Facebook recently announced its creation of a self-guided dispute resolution system for users. The company has designed a new user-to-user conflict resolution system that could have implications for court ADR systems as well. Read the rest of this entry »
I love Richard Zorza’s Access to Justice Blog, especially when he covers programs like the one offered by San Diego, California courts to accomplish divorce in a single day. Zorza cites a New York Times piece to explain how the process works. The divorcing couple files for divorce and reaches agreement on everything: property, debts, child-related issues, etc. Then the couple goes to court and a court coordinator helps ensure they have all the necessary documents and they are completed correctly. With the paperwork in order, the couple can get their divorce the same day.
One of the things that makes this program unusual is that the court provides a coordinator who does not give legal advice, but who does help the divorcing couple ensure their documents are in order and help fill in any missing pieces if needed. Read the rest of this entry »
The story of the Detroit bankruptcy mediation’s emerging “Grand Bargain” (as it has been dubbed in the media) is a fascinating case of many different groups working to protect their chosen interests. The bargain demonstrates how mediation allows parties to consider what they are willing to give in order to secure the things that matter most to them, and how traditional rivals may collaborate for a shared goal. Where litigation must have winners and losers, the proposed mediated bargain seeks to avoid that. Instead, it involves a complex balancing act in which many parties give a little to get a little — if “a little” is the right way to describe the potential movement of hundreds of millions of dollars. Read the rest of this entry »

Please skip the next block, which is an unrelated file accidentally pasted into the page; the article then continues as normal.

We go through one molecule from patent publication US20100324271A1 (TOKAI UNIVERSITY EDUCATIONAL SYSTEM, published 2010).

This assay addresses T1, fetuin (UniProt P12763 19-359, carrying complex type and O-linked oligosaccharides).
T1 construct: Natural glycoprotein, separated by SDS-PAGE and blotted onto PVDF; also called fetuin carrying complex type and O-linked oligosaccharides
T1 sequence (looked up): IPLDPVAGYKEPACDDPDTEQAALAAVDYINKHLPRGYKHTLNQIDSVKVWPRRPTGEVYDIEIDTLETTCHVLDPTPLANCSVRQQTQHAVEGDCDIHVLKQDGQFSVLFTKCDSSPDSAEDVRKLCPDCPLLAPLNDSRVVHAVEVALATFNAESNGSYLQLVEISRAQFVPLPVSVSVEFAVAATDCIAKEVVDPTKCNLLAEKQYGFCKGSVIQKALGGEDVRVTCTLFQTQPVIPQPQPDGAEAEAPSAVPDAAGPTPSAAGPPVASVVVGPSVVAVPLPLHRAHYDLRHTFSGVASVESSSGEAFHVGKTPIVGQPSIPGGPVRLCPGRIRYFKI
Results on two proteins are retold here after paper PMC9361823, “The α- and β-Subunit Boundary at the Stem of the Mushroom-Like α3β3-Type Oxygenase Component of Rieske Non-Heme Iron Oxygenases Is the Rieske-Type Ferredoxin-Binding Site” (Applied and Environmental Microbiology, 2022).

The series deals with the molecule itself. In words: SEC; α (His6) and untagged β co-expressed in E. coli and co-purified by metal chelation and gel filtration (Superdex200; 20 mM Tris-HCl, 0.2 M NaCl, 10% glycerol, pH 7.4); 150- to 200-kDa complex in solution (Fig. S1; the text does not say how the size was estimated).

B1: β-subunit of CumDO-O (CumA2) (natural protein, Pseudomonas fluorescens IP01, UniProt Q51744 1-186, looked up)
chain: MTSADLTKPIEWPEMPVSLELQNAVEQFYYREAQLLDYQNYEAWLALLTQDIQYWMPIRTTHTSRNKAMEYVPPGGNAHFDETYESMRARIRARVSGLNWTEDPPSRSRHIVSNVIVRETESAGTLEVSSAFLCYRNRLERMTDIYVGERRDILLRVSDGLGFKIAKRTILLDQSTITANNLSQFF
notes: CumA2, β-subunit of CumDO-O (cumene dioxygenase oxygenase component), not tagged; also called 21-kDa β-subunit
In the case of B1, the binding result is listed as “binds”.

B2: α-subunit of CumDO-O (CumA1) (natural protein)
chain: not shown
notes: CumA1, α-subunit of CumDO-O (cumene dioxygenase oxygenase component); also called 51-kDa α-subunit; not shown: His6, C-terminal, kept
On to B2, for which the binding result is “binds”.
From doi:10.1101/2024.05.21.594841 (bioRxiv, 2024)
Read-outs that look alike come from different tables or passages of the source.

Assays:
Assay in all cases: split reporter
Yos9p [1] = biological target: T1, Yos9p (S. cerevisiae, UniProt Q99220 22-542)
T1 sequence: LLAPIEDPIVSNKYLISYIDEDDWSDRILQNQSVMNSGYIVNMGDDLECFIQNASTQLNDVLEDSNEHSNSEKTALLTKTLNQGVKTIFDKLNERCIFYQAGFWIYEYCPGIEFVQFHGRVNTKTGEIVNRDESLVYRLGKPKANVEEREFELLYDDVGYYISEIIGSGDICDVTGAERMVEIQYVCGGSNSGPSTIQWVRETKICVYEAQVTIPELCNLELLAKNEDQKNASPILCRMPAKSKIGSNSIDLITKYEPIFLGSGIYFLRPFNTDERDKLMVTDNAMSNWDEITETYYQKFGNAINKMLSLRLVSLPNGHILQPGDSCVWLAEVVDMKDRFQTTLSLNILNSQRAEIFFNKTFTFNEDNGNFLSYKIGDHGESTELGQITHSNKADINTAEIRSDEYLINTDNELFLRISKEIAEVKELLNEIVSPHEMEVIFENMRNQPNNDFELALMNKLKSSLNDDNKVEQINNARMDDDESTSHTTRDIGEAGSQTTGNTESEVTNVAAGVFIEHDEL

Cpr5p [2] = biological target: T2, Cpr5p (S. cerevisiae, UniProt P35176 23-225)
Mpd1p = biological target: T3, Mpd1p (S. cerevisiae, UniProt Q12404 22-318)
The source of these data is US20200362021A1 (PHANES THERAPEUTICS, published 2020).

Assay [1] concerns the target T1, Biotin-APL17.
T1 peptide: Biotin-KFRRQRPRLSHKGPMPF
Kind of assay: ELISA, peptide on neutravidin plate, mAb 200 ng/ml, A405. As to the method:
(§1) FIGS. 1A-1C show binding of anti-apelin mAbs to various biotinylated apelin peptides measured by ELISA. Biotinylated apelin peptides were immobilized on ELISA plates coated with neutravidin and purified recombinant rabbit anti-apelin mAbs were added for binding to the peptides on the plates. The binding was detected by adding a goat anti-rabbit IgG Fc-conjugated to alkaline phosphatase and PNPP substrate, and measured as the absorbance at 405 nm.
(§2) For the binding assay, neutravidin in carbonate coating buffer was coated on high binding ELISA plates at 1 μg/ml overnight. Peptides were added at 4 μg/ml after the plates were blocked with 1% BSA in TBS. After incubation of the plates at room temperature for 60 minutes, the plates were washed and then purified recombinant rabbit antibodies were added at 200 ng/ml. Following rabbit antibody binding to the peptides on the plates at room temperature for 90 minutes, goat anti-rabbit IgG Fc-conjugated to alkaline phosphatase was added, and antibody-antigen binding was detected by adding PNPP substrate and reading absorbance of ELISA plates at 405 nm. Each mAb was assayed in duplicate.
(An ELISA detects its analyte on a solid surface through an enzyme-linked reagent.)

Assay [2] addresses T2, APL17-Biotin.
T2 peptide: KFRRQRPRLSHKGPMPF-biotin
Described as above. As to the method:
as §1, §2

Just the other day, I learned the term “sunk-cost bias” and immediately thought of the mortgage foreclosure work that I do. The term was new to me, but the concept was not: sunk-cost bias describes why it’s so hard for us to walk away from something and cut our losses (and explains why I spent 3 hours waiting in line for the Indiana Jones ride at Disneyland). With sunk-cost bias, our minds go through a process of telling us that we should hold on because otherwise the time, money and energy already invested would be a waste, even when such a decision is irrational and just sinks us further in the hole. The concept can have very real implications for more serious life choices, like whether or not to remain in a home once in foreclosure. Read the rest of this entry »
You’re a judge charged with overseeing a voluntary civil case mediation program in your court. Because you’ve been monitoring your program, you know that, though 75% of cases going through mediation are reaching agreement, the program isn’t doing much to reduce judges’ workloads because mediation generally occurs very late in the case. What do you do?
You have at least three options: Read the rest of this entry »